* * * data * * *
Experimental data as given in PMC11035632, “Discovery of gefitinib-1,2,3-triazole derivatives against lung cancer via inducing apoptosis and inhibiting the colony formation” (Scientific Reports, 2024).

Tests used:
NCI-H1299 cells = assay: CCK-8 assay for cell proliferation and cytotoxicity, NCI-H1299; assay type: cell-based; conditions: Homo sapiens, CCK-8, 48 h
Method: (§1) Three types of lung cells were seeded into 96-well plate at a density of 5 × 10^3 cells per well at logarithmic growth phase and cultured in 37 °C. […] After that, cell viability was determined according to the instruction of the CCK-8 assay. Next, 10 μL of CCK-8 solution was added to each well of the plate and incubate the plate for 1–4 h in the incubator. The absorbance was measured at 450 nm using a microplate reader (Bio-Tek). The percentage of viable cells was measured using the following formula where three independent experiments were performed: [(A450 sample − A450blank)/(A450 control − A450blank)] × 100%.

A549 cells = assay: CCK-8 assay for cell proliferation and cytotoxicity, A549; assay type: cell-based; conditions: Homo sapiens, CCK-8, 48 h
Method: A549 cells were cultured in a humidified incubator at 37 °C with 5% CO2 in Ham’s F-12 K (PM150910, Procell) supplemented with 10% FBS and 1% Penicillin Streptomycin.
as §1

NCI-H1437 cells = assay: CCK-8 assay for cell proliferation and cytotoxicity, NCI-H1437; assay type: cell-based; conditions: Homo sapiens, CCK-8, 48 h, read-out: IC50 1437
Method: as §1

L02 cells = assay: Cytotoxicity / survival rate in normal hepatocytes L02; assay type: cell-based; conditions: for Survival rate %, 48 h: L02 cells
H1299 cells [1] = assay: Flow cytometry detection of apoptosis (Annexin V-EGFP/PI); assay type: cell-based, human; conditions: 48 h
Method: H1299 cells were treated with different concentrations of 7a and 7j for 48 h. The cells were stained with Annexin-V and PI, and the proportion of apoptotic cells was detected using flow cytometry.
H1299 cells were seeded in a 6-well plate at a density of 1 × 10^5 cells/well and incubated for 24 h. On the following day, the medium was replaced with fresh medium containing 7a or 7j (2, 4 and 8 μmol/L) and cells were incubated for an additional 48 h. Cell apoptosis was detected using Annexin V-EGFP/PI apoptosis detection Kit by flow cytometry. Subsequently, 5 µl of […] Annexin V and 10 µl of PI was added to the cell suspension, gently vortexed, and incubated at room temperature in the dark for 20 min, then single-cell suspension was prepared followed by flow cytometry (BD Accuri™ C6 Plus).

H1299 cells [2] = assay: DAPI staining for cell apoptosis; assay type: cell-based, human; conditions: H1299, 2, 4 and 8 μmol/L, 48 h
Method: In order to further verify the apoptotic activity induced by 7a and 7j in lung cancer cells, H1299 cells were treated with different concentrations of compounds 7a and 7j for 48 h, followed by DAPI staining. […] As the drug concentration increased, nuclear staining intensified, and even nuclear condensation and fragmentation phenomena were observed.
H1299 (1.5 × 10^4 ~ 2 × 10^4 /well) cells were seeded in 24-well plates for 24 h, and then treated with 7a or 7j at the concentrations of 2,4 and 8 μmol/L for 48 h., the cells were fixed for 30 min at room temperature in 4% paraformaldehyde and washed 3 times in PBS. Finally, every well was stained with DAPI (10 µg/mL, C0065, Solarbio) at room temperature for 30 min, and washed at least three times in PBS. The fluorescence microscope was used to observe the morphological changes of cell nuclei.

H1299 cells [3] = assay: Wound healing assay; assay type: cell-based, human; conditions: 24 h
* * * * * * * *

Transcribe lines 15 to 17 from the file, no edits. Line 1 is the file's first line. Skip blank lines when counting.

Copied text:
Method: In order to further verify the apoptotic activity induced by 7a and 7j in lung cancer cells, H1299 cells were treated with different concentrations of compounds 7a and 7j for 48 h, followed by DAPI staining. […] As the drug concentration increased, nuclear staining intensified, and even nuclear condensation and fragmentation phenomena were observed.
H1299 (1.5 × 10^4 ~ 2 × 10^4 /well) cells were seeded in 24-well plates for 24 h, and then treated with 7a or 7j at the concentrations of 2,4 and 8 μmol/L for 48 h., the cells were fixed for 30 min at room temperature in 4% paraformaldehyde and washed 3 times in PBS. Finally, every well was stained with DAPI (10 µg/mL, C0065, Solarbio) at room temperature for 30 min, and washed at least three times in PBS. The fluorescence microscope was used to observe the morphological changes of cell nuclei.

H1299 cells [3] = assay: Wound healing assay; assay type: cell-based, human; conditions: 24 h